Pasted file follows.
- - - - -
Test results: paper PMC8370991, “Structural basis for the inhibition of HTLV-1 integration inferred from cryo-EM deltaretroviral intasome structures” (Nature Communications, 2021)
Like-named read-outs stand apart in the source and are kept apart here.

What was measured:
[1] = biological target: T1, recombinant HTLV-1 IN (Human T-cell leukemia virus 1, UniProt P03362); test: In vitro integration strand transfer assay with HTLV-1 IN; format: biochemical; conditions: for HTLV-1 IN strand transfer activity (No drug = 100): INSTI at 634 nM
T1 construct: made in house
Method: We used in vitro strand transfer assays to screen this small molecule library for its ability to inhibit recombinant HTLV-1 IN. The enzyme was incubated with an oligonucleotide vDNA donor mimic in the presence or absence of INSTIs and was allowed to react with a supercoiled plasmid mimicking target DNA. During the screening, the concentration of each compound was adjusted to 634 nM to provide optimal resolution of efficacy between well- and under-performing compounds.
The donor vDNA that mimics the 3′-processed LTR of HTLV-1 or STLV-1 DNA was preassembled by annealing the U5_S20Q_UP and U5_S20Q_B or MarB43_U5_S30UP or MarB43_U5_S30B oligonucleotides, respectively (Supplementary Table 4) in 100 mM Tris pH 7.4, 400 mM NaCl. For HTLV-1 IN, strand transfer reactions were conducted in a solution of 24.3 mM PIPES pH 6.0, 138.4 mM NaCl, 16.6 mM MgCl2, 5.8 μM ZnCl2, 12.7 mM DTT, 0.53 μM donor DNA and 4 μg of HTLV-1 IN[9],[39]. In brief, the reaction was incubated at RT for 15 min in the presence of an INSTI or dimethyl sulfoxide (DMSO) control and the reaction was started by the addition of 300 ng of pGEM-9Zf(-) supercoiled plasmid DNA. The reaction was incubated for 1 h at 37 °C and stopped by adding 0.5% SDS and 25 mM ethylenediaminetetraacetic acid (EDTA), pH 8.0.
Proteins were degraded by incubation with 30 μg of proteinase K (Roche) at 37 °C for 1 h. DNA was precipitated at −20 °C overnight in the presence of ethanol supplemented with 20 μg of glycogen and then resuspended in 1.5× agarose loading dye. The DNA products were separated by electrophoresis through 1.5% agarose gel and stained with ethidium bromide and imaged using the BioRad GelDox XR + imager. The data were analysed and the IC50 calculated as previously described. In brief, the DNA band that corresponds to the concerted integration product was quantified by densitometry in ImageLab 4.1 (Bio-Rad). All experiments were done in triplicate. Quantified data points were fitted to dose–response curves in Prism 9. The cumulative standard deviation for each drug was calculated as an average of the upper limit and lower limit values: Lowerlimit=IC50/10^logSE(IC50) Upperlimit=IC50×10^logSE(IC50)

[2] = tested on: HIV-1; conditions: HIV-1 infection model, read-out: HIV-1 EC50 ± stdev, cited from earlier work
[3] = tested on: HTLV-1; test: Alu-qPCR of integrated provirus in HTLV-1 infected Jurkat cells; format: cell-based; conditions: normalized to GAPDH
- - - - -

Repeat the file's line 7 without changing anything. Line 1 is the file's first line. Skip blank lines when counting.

The donor vDNA that mimics the 3′-processed LTR of HTLV-1 or STLV-1 DNA was preassembled by annealing the U5_S20Q_UP and U5_S20Q_B or MarB43_U5_S30UP or MarB43_U5_S30B oligonucleotides, respectively (Supplementary Table 4) in 100 mM Tris pH 7.4, 400 mM NaCl. For HTLV-1 IN, strand transfer reactions were conducted in a solution of 24.3 mM PIPES pH 6.0, 138.4 mM NaCl, 16.6 mM MgCl2, 5.8 μM ZnCl2, 12.7 mM DTT, 0.53 μM donor DNA and 4 μg of HTLV-1 IN[9],[39]. In brief, the reaction was incubated at RT for 15 min in the presence of an INSTI or dimethyl sulfoxide (DMSO) control and the reaction was started by the addition of 300 ng of pGEM-9Zf(-) supercoiled plasmid DNA. The reaction was incubated for 1 h at 37 °C and stopped by adding 0.5% SDS and 25 mM ethylenediaminetetraacetic acid (EDTA), pH 8.0.